ST. PETERSBURG — Diego Castillo was back on the field for the first time in nearly a week after dealing with what he said was a family matter, and Chaz Roe threw off the main Tropicana Field mound for the first time Monday.
Those were two good developments for the Rays as they try to get a sense of what their pitching staff may look like when they open the season in 10 days.
Much else remains unclear as a product of the unusual situation teams face in trying to ascertain availability, a much more uncertain process these days.
Injuries, always a concern with pitchers — especially at the start of the season — are more topical now given the accelerated training camp that followed the extended layoff due to the coronavirus shutdown. So, too, will be questions about how much they can pitch on a given night and how frequently they can be used.
Harder to manage are issues related to COVID-19 testing and protocols. Based on the every-other-day testing and daily symptoms and exposure queries, they may lead to late night and morning requirements to immediately isolate a player who has a positive or incomplete test. Decisions to hold others out, perhaps for several days, may also be made as a precaution.
Plus, players themselves could be more concerned about not feeling well, especially if their families are with them. (And that’s not factoring in players — no Rays yet — deciding to opt out of playing.)
Plus, there’s other random issues that can keep a player out unexpectedly — sick or injured family member, suspension, passport problems, etc. In other words, setting the lineup and pitching matchups may leave manager Kevin Cash and staff writing in pencil and juggling plans every day.
“I think that’s pretty fair,” Cash said. “I mean, who knows what’s gonna take place once the season starts. I don’t think any of us would deny that this has been a learning experience, at times exhausting for all parties involved.
“...You’re just adding a different element to it than just your typical injuries that we’ve seen for umpteen years throughout the game. ... We’re communicating with players and MLB, and making decisions based on the guidelines, the parameters that we’ve all agreed upon to make this season go.”
Castillo hadn’t been participating on the Trop field since July 7, though some players are said to work out in other parts of the stadium or outdoors, where they are not seen by reporters, who are limited to the press box.
He wouldn’t share details about why he was away, except to say he stayed in the St. Petersburg area, where he had been during the shutdown, and has his wife and young with him. And, in response to a question, that his absence was not related to coronavirus or testing protocols.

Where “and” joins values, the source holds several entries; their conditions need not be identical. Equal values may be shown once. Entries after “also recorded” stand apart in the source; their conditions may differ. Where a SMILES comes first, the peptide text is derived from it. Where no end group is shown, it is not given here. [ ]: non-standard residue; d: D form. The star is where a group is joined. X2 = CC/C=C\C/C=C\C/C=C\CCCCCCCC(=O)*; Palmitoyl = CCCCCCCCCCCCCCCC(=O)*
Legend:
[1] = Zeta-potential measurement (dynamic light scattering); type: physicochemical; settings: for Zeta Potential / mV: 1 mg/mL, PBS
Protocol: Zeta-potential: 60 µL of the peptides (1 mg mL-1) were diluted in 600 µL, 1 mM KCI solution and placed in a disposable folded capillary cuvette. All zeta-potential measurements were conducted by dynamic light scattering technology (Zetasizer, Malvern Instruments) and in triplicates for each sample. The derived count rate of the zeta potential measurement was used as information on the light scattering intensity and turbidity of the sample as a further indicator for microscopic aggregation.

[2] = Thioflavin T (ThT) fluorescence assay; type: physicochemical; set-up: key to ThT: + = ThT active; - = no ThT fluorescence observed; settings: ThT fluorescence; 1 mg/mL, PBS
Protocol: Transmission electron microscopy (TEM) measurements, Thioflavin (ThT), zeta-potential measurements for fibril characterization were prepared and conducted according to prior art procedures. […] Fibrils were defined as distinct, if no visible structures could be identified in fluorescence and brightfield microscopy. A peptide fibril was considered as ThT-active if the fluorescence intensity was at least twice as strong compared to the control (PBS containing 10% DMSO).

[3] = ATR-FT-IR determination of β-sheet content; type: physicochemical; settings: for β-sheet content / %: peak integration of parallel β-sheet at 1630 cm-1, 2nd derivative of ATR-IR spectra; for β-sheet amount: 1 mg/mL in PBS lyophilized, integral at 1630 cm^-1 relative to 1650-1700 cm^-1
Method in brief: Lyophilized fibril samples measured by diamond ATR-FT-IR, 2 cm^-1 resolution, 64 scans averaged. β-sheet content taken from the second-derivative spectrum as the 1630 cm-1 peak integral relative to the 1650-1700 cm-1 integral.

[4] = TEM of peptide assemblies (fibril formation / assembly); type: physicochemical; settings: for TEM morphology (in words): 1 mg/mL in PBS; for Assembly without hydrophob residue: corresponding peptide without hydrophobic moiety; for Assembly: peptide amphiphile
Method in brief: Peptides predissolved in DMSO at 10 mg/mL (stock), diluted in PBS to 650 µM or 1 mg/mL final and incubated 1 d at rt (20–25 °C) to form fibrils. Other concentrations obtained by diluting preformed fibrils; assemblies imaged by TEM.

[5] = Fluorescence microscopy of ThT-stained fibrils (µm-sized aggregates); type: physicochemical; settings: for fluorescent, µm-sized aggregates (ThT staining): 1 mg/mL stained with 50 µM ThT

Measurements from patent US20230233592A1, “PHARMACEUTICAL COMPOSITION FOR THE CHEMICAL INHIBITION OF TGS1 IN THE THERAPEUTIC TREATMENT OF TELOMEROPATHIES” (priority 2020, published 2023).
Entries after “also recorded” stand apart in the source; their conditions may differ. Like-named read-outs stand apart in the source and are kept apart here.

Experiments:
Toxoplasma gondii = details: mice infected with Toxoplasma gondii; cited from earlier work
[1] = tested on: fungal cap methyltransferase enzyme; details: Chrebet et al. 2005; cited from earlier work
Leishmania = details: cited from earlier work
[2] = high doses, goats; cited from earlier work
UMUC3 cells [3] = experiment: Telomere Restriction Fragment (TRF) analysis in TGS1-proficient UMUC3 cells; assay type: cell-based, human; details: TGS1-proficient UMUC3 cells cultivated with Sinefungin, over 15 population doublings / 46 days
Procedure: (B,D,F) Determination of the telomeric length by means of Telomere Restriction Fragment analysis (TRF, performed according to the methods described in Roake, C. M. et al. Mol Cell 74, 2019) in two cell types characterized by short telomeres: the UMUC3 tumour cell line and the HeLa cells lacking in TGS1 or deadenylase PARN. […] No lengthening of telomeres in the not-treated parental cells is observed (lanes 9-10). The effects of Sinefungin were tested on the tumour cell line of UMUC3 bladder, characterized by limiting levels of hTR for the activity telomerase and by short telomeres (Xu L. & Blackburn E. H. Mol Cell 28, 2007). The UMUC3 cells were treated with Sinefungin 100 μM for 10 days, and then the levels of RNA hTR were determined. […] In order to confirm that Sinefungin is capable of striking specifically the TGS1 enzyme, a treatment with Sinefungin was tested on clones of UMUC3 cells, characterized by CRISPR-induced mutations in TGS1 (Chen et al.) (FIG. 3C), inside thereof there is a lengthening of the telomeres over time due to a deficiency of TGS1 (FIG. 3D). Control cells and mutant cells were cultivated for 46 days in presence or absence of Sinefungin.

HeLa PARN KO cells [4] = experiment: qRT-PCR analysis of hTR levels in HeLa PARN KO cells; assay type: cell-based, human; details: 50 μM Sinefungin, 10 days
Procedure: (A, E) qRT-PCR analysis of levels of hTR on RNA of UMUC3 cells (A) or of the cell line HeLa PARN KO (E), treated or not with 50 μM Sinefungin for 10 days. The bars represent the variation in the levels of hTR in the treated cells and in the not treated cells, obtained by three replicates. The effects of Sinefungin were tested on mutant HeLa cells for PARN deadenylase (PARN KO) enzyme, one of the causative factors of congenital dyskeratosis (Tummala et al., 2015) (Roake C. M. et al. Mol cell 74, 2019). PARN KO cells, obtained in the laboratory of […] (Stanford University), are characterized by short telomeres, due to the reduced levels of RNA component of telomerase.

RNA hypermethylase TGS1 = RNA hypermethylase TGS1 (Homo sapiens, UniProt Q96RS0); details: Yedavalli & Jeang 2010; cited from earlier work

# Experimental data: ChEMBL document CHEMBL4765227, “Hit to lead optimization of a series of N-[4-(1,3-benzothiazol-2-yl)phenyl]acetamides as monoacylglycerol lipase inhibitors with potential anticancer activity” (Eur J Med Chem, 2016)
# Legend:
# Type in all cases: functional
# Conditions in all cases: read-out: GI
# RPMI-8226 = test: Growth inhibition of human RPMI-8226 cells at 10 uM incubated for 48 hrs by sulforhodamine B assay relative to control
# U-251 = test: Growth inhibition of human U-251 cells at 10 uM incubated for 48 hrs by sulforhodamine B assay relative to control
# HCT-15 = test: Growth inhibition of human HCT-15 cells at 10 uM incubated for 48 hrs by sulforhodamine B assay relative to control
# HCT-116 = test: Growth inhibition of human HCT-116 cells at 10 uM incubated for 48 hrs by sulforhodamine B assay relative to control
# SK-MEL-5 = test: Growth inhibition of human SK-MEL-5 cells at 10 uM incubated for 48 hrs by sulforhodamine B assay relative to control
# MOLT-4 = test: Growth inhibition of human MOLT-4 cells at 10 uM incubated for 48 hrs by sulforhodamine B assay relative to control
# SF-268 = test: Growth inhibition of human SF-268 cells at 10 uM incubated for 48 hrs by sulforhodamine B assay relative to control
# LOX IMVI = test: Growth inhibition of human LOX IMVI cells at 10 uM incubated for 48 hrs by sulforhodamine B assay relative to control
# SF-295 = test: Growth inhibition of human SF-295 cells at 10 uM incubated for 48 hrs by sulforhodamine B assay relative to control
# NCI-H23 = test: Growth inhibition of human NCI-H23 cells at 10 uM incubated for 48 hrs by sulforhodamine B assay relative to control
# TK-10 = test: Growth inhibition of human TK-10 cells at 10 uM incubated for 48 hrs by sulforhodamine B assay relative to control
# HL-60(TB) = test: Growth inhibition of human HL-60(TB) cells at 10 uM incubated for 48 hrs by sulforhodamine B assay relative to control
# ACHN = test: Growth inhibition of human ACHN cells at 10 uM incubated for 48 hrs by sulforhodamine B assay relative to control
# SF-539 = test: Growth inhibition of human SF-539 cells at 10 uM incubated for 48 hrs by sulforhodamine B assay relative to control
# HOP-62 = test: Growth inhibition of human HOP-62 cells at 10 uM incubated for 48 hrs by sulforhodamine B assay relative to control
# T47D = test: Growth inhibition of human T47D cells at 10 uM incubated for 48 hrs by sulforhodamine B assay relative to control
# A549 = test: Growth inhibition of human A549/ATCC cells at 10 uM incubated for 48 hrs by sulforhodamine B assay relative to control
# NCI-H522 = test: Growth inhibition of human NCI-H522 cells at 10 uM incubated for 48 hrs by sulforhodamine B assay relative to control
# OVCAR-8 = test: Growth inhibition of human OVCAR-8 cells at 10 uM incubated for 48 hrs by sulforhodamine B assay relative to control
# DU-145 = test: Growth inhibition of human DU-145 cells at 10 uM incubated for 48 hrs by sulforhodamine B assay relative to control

“I had to take care of my family,” Castillo said, “I had to do something personal with my family.”
Castillo said he missed only three workouts and won’t be set back in prepping for the season. “I’m ready to go,” he said. “If we started tomorrow I’m ready to face (however many) hitters I can face.”
Cash expects Castillo, who had been working out informally at the Trop for six weeks prior to Spring 2.0 opening, to be ready, with plans for him to throw a bullpen session Tuesday, then face hitters by Thursday.
Roe, who missed the first three workouts due to an infected blister on his right middle finger, is also expected to be ready, looking sharp Monday.
But the Rays have other potential concerns about their pitching staff.
Two of their top five starters, Tyler Glasnow and Yonny Chirinos, are among a group of four players (also, infielder Jose Martinez and outfielder Randy Arozarena) who have not participated in any of the workouts that started July 3. And one of the top replacement candidates, Brendan McKay, has been “missing” for the past week. The team won’t even confirm their absences, much less say whether any or all tested positive for the coronavirus or were exposed to someone who did.
So when, Cash was asked, will they decide which guys they can expect to have and who they will go without, at least initially?
“I don’t know,” he said. “I wish I knew. And I can’t stand saying ‘I don’t know’ because we/I owe answers to you guys, but that one I really don’t know.
“With all of these attendance issues, there’s multiple reasons why players might not be visible. Saying that, a lot is going to depend on their overall health. And when I say ‘overall health’ I mean, obviously the (COVID-19) and the testing. But also their overall physical health and where they are from a physical standpoint and being able to compete. So, I don’t have a good answer.”
By next week, they’ll need one.